Bridges! Not Walls – Migration in Dialogue is an 18-month cooperation between Eurobug Youth Work (IE) (Coordinator), Europimpulse Network (ES), Eurobug Lithuania (LT), and CGE Erfurt e.V. (DE) seeking to identify and challenge barriers of access between migrant and civil society, and to network several migrant communities into a transnational network for migrant civic engagement. This project is funded by Leargas through the Erasmus+ program of the European Union
Young Migrants in Civic, Social, & Cultural Life
Our cooperation with this KA210 project led by Eurobug Youth Work Ltd. had a busy start this week. Following a virtual kick-off meeting on the 12th of November, CGE-Erfurt and Eurobug ran needs assessment activities in Germany and Ireland with youth and young migrant groups. These activities will help the consortium identify the key barriers migrants are facing in accessing civic life.
Eurobug held a consultation with its Eurobug Youth Chats group, and started producing a podcast on migrant civic engagement in order to support the dissemination of the Bridges! Not Walls projects.
CGE Erfurt e.V. and Eurobug cooperated to run an in-person focus group and kick-off activity in Saline 34, Erfurt. This activity drew in 25 young migrants from Erfurt, from 14 different nationalities, including Irish, British, Spanish, Portuguese, German, Romania, Russian, Ukrainian, Uzbek, Venezuelan, French, Italian, and Pakistani young people.
The program included an intercultural networking lunch and dinner, and two hours of consultations on migrant civic, social, and political life in Thuringia.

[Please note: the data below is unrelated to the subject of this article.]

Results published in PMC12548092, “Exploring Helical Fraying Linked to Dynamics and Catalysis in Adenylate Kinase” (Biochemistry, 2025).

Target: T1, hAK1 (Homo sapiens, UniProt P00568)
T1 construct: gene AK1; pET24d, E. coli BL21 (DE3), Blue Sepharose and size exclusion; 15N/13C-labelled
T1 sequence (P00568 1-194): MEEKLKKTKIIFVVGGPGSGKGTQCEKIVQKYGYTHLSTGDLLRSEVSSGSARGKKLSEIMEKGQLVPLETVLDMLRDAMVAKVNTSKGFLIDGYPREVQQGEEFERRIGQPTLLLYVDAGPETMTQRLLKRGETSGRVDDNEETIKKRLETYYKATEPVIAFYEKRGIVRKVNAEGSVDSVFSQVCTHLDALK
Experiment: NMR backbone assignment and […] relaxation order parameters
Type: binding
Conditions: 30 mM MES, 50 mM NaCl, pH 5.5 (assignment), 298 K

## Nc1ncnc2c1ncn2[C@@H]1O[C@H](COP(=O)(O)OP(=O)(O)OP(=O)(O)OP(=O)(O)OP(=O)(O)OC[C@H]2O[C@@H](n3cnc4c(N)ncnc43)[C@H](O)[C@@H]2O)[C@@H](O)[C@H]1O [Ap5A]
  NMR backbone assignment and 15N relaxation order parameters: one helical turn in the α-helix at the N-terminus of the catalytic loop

This activity also enabled CGE and Eurobug to launch the participant’s committee of the project; young migrants who can contribute to the rest of the project outputs and activities in 2021/22.
- Across the 21 participants and 14 nationalities, young migrants were heavily engaged in spheres of social, political and cultural life, however, some barriers existed in accessing life outside of the the ‘migrant-bubble’.
- Language was identified as a key barrier to integration, however some participants with C1-level German still relfected that being in non-migrant spaces left them feeling inauthentic and unable to contribute as fully as they wish due to gaps in cultural knowledge and different approaches to social, civic and cultural life.
- Different groups had vastly different experiences with public adminsitrations and organisation, with ethnicity and how visibly ‘foreign’ someone presented.
- Throughout the focus group it was clear that migrants ae not a homogenous group, with some highly integrated within all spheres, even economic life, and some struggling in several spheres of life.
- Organisations with migrant leaders and public figures were suggested as more inviting than some local organisations, and youth organisations in general were more inviting than non-youth organisations.